Symud i'r prif gynnwys
Cuddio Rhestr Erthyglau

5 erthygl ar y dudalen hon

[No title]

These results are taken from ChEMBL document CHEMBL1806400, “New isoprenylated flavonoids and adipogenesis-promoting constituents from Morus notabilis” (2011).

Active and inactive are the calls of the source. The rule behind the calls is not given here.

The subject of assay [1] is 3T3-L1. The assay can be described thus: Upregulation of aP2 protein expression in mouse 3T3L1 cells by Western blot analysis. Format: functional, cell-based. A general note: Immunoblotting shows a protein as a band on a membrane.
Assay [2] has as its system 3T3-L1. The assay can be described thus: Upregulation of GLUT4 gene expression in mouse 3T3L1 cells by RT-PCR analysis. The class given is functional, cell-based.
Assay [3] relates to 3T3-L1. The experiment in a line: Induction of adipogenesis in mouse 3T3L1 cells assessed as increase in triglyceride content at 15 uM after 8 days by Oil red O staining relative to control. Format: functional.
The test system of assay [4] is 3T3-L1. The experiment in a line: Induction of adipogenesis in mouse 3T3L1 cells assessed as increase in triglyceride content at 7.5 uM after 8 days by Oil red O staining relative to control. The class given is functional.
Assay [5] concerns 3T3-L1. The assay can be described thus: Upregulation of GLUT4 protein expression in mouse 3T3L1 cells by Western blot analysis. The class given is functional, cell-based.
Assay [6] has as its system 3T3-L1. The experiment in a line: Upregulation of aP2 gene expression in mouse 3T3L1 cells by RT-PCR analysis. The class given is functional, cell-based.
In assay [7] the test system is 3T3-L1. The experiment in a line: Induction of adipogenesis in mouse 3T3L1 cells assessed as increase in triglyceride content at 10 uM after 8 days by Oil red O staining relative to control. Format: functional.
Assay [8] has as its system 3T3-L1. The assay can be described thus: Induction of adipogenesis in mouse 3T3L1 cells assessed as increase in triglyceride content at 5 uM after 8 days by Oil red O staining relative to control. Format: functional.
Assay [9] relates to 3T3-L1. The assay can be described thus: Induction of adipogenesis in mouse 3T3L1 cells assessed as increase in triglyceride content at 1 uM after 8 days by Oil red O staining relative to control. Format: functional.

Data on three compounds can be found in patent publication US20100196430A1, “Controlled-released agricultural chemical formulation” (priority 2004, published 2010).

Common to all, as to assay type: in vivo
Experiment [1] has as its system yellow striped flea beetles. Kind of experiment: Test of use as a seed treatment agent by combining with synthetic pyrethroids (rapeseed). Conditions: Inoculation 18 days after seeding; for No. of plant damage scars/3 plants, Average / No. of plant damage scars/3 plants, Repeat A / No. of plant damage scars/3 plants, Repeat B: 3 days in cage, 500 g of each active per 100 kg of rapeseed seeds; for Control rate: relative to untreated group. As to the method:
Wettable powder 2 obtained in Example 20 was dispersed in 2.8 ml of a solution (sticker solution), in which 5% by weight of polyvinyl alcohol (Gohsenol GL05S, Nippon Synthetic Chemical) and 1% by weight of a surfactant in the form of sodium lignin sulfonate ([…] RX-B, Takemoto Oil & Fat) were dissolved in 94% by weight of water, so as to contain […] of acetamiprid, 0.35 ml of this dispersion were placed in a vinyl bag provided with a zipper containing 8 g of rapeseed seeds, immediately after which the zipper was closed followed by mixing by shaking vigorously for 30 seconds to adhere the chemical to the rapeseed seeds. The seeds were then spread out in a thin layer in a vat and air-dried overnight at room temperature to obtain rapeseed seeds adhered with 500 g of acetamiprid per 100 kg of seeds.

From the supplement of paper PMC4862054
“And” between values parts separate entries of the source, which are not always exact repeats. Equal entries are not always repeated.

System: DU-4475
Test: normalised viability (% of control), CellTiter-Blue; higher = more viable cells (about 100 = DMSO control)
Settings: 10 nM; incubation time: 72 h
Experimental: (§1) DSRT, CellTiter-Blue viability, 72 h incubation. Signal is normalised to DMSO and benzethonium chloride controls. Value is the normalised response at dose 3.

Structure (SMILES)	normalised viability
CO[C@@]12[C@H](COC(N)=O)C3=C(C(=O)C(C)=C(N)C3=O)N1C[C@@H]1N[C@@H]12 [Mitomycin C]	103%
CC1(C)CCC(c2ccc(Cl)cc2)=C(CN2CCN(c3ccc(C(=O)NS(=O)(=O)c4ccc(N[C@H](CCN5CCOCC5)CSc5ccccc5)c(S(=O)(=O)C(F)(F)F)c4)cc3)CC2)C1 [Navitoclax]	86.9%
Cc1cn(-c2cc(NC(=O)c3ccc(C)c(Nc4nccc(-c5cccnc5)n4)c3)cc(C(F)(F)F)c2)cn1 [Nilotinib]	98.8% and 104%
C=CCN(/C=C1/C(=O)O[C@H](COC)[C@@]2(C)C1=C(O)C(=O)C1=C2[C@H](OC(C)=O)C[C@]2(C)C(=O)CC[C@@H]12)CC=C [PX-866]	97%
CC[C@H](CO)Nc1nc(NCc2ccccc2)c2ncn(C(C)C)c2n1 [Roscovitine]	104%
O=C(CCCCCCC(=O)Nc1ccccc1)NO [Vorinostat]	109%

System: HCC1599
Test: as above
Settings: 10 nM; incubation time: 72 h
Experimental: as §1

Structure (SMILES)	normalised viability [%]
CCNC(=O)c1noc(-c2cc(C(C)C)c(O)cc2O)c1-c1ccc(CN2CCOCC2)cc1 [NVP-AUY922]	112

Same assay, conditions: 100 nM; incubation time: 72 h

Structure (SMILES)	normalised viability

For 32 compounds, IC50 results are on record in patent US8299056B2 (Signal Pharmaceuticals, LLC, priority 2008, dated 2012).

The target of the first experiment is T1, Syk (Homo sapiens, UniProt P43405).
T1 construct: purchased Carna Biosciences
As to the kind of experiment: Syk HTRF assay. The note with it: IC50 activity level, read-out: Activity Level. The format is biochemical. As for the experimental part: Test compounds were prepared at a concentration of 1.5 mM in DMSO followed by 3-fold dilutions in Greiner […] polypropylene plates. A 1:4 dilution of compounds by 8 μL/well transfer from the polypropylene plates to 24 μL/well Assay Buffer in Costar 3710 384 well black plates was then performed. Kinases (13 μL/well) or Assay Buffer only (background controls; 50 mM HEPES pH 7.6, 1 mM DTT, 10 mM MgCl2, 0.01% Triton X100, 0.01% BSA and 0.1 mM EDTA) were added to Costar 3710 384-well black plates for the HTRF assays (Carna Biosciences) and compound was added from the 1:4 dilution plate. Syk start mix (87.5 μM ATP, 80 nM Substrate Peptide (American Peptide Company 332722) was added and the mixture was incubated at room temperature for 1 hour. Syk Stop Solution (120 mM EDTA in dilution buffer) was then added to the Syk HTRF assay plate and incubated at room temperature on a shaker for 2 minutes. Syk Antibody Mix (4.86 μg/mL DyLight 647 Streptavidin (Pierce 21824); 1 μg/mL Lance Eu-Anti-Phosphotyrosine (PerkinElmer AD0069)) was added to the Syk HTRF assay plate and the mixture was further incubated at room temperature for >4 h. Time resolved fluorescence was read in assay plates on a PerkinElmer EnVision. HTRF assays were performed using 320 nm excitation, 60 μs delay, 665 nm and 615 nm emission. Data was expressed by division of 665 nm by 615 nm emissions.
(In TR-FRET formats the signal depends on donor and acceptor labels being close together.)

WE have read a volume of sermons published by the Rev. John Hughes, Vicar of Llanbadarn Fawr, and Incumbent Curate of St. Michael's, Aberystwith; the substance of which, the author states in his preface, was delivered at St. Michael's Chapel in the year 1837 The object of the author has been, To unfold the characters of the principal persons men- tioned in the Book of ROTH, and to illustrate and improve the various incidents related concerning them :—" How far Mr Hughes has succeeded in his attempt, will be best seen by reading these sermons, which ought to be placed by every head of a family before his household. Perhaps there is not a book in the Sacred volume, which contains more practical examples of the exercise of perseverance, firmness, and self-denial, and of the earthly rewards consequent upon the ex- ercise of these excellent qualities, than are to be met with in the Book of Ruth. This short book, of which it is probable Samuel was the penman, is thus spoken of by the Commentators Henry and Scott.- There is perhaps no history that has been wrought into so many different forms, transfused into so many diflerent languages, and accommodated to so many situations, as the history of Ruth." In each of these sermons Mr. Hughes has made an admirable application of the subject to his readers, and we think that the public are deeply indebted to him for his publication.- We have lately met with a little work, which can- not fail being read with intense interest, entitled, Translations into English verse from the Poems of DAVYTH AP GWILYM, a Welsh Bard of the fifteenth Century." prefixed to which is a sketch of the life of the renowned Bard who has been com- pared to Petrarch;" though in all the peculiarities of his genius, our Bard approaches more nearly to Burns than to any poet, whether of his own or other countries. He has the same originality, the same intense sympathy with nature, and, above all, the same magic transitions, from satire and raillery, to wild sublimity and deep pathos." The compiler of this sketch acknowledges, that for its materials he is indebted to the ingenuity and research of Dr. William Owen Pughe, to whom he dedicates, by permission, the volume before us; a tribute which, the Transla- lator says, is due from him to the illustrious preserver of the songs of the Demetian Nightingale." We purpose, from time to time, giving occasional extracts from this Sketch of the life of DAVYTH AP GWI- LYM," of which the following is the commencement. ONE of the most remarkable consequences of the conquest of Wales by Edward J. was the depression of that loftv poet- ical spirit which had previously distinguished the Welsh nation Before that event the Cambro-British bards appear to have devoted their genius to the grand theme of national independence. Habituated to regard the martial spirit of their countrymen as the only bulwark against foreign oppres- sion, they naturally selected the single virtue of military prowess as the great subject of their eulogy and their songs. Hence it was, that with the destruction of their country's freedom, they appear to have lost the only object of their art and the sole source oftheirinspiration; and nearly a century elapsed before we find any symptoms of its reviving influence To this result other causes must have powerfully coiiti-ibuted; the jealous policy of the English authorities, by whom the bards were justly viewed as the great promoters of a spirit of independence among the people; the fanaticism of the mendicant friars, who appear to have denounced many of the refinements and amusements oflife as at variance with Chris- tianity; and, above all, that general feeling of fear and des- pondency, which always pervades a recently subjugated nation, and destroys all sympathy with the joyous songs of the minstrel. About the middle of the fourteenth century the poetical genius of the Welsh began to break forth anew, but with its characteristics essentially ehanged both in sentiment and style, the, A%Yen*'of the bards had undergone a complete re- lution. We no longer meet in their works with those war- like scenes, and those songs in praise of the heroes of their country. which occur so often in the poems of their prede- cessors. The Welsh minstrel was now content to tune his harp to themes of love and social festivity; and sportive allusions to objects of nature, and to the picturesque manners of that interesting period, were made to supply the place of lays in celebration of martial achievements. Whatever may have been lost in fire and sublimity by this transition was perhaps more than compensated by the superior polish, vivacity, and imaginativeness, which distinguish the bards of the new school. The dawn of the epoch here noticed was signalized by the birth of Davyth ap Gwilym, on whom the appellation of the Petrarch of Wales has, with some degree of propriety, been bestowed.—To be continued. Awen' the term applied to the poetical inspiration of the bards.



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